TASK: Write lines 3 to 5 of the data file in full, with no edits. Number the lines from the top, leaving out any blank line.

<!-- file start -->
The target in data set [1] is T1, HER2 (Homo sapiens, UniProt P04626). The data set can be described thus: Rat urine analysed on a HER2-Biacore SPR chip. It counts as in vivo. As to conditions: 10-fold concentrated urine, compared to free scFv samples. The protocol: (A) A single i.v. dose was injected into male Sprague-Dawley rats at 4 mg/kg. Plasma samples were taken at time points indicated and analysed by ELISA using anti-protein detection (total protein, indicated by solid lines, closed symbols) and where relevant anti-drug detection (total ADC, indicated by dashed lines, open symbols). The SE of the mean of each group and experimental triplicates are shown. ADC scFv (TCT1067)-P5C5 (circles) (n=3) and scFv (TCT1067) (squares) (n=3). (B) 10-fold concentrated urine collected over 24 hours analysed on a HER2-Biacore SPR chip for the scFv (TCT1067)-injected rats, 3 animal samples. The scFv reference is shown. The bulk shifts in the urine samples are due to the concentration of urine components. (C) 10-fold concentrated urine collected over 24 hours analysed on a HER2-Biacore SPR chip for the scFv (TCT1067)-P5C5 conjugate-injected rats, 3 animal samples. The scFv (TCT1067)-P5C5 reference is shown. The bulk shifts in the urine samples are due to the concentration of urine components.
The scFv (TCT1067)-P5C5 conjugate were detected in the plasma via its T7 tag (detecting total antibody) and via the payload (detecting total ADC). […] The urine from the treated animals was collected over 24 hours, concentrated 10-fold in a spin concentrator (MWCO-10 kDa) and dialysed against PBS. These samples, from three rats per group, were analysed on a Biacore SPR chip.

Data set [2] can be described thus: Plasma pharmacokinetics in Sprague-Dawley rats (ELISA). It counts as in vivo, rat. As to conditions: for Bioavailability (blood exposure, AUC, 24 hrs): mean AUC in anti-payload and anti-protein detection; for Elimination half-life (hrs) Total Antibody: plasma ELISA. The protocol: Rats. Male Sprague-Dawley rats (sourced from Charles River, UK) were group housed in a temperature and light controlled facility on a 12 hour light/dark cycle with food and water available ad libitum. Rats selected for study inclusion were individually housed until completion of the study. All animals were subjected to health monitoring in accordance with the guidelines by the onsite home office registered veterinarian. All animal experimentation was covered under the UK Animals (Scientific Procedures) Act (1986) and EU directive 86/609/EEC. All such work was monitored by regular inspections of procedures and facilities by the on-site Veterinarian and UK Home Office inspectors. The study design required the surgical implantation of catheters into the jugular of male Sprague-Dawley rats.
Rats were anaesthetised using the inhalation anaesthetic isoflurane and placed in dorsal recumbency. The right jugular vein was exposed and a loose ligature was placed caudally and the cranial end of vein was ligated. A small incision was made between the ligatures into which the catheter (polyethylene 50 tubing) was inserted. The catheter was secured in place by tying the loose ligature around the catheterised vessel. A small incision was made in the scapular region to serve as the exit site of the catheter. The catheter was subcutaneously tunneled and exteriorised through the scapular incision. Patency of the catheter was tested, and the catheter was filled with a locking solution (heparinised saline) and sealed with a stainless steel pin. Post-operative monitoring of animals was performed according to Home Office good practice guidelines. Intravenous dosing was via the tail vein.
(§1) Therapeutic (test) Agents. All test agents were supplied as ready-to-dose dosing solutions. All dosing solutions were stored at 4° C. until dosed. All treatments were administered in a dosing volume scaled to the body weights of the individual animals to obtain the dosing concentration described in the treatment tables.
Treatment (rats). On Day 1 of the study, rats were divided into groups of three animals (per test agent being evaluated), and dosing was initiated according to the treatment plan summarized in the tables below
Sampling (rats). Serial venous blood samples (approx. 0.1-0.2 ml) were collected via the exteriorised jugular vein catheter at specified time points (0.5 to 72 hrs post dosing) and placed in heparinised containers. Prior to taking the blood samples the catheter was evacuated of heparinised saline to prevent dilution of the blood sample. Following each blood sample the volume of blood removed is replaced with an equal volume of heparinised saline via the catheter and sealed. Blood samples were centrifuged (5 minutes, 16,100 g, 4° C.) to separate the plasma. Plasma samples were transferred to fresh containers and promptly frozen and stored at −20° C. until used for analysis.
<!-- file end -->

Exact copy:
Data set [2] can be described thus: Plasma pharmacokinetics in Sprague-Dawley rats (ELISA). It counts as in vivo, rat. As to conditions: for Bioavailability (blood exposure, AUC, 24 hrs): mean AUC in anti-payload and anti-protein detection; for Elimination half-life (hrs) Total Antibody: plasma ELISA. The protocol: Rats. Male Sprague-Dawley rats (sourced from Charles River, UK) were group housed in a temperature and light controlled facility on a 12 hour light/dark cycle with food and water available ad libitum. Rats selected for study inclusion were individually housed until completion of the study. All animals were subjected to health monitoring in accordance with the guidelines by the onsite home office registered veterinarian. All animal experimentation was covered under the UK Animals (Scientific Procedures) Act (1986) and EU directive 86/609/EEC. All such work was monitored by regular inspections of procedures and facilities by the on-site Veterinarian and UK Home Office inspectors. The study design required the surgical implantation of catheters into the jugular of male Sprague-Dawley rats.
Rats were anaesthetised using the inhalation anaesthetic isoflurane and placed in dorsal recumbency. The right jugular vein was exposed and a loose ligature was placed caudally and the cranial end of vein was ligated. A small incision was made between the ligatures into which the catheter (polyethylene 50 tubing) was inserted. The catheter was secured in place by tying the loose ligature around the catheterised vessel. A small incision was made in the scapular region to serve as the exit site of the catheter. The catheter was subcutaneously tunneled and exteriorised through the scapular incision. Patency of the catheter was tested, and the catheter was filled with a locking solution (heparinised saline) and sealed with a stainless steel pin. Post-operative monitoring of animals was performed according to Home Office good practice guidelines. Intravenous dosing was via the tail vein.
(§1) Therapeutic (test) Agents. All test agents were supplied as ready-to-dose dosing solutions. All dosing solutions were stored at 4° C. until dosed. All treatments were administered in a dosing volume scaled to the body weights of the individual animals to obtain the dosing concentration described in the treatment tables.